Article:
Progressive Agenda for Iowa (Very Very Early Draft)

Progressive Agenda for Iowa

(Very Very Early Draft)


By Sam Garchik
 

As <?xml:namespace prefix = st1 ns = “urn:schemas-microsoft-com:office:smarttags” />Iowa Progressives, we propose not just to change our state’s policies, but even more important, to restore the bonds of trust between the people and their elected representatives.

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That is why, in this era of official evasion and posturing, we look for a detailed agenda for state renewal, and a written commitment with no fine print.

 

This election offers the chance to bring to government a new majority that will transform the way our leaders work. That change would be the end of government that is too remote, too intrusive, and too easy with the public's money. It can be the beginning of a government that respects the values and shares the faith of Iowans across the state.

 

Like Henry Wallace, Iowa's foremost progressive, we believe that the political parties are of value only insofar as they make it possible to put into action certain principles of social justice.”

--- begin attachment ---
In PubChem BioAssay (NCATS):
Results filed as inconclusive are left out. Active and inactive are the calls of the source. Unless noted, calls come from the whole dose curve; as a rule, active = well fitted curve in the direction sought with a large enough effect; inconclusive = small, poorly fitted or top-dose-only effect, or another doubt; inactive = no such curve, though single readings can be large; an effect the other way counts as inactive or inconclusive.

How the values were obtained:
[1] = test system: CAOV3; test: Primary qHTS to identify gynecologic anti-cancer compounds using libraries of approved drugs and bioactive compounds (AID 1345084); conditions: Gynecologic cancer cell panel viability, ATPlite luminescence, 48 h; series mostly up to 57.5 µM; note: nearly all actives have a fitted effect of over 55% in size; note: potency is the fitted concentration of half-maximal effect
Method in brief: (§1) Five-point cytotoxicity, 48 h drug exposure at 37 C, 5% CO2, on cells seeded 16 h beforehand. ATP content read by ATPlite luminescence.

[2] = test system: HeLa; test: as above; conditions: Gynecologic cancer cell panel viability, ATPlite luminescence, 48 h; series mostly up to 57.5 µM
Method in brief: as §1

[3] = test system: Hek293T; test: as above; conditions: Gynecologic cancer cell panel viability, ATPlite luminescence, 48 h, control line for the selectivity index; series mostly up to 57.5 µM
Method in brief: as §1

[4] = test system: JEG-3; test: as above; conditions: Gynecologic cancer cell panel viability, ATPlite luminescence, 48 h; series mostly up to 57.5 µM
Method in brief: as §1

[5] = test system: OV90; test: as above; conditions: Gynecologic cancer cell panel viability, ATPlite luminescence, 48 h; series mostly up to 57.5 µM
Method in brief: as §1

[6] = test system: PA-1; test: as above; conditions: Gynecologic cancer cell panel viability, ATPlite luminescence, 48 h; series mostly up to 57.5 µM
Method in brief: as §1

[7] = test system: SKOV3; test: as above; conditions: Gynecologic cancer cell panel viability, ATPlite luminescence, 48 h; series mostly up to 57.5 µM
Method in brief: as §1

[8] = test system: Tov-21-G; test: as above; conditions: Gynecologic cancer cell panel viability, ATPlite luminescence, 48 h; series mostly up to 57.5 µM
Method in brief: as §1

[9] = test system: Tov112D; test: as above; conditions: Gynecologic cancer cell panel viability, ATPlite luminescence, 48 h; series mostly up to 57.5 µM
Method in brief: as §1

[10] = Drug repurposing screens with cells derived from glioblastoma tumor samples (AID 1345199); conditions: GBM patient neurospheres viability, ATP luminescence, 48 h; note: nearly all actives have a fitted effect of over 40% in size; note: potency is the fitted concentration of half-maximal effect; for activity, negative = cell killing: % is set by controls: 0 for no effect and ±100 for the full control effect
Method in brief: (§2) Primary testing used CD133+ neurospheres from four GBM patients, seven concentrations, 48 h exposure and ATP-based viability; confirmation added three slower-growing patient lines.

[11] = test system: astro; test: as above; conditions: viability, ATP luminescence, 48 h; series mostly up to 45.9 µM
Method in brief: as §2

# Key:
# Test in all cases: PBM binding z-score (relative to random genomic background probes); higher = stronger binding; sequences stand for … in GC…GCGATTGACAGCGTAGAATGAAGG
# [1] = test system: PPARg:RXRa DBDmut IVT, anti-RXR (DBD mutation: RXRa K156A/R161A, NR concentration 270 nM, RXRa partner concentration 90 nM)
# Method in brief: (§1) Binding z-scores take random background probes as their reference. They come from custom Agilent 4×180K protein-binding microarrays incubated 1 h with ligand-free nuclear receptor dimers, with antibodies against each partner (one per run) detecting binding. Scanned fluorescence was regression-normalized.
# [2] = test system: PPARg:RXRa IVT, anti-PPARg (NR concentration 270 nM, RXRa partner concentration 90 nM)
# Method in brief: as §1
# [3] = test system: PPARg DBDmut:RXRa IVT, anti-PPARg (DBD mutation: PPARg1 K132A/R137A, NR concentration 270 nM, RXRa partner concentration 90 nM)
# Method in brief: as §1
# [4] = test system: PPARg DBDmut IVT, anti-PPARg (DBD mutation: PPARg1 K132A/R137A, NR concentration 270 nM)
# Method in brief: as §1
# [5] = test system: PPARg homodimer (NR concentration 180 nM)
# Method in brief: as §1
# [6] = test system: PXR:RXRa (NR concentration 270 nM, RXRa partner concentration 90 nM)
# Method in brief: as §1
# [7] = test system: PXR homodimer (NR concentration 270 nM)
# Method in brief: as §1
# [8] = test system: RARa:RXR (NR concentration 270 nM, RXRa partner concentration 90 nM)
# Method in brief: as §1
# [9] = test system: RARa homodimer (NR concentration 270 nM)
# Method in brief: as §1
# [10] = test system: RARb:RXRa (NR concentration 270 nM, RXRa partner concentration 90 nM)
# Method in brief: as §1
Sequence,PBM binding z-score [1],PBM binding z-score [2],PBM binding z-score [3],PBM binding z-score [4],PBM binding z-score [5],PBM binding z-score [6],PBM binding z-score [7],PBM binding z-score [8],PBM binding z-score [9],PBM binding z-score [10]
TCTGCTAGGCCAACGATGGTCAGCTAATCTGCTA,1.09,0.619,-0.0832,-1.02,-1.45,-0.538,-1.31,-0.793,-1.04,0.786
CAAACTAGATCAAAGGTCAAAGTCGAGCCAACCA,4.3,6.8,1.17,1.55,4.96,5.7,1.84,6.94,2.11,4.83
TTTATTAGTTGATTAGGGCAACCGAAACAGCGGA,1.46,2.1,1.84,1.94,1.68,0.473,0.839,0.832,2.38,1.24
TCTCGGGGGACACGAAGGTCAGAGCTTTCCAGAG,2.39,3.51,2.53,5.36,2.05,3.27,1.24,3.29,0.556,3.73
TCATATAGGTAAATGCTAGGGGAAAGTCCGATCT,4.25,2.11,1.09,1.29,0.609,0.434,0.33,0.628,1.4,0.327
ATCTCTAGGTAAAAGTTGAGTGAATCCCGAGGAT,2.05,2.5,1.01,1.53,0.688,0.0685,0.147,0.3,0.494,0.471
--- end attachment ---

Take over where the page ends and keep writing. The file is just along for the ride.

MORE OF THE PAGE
To do so, we aim to restore accountability to Government, end its cycle of scandal and disgrace, and make us all proud again of the way free Iowans govern ourselves.

 

Iowans running for office in this need to support the following principles:

  • FIRST, support citizen access to government and media outlets;
  • SECOND, condemn the uses of the death penalty in all cases;
  • THIRD, support an unlimited access to abortion;
  • FOURTH, support open and verified voting systems;
  • FIFTH, condemn a constitutional amendment against same-sex marriage;
  • SIXTH, support development of proven alternative sources of energy;
  • SEVENTH, support responsible budgets, which include increased funding for education and social welfare programs;
  • EIGHTH, support greater cooperation between candidates and campaigns in Iowa;
  • NINTH, support increased uses of sustainable agricultural practices;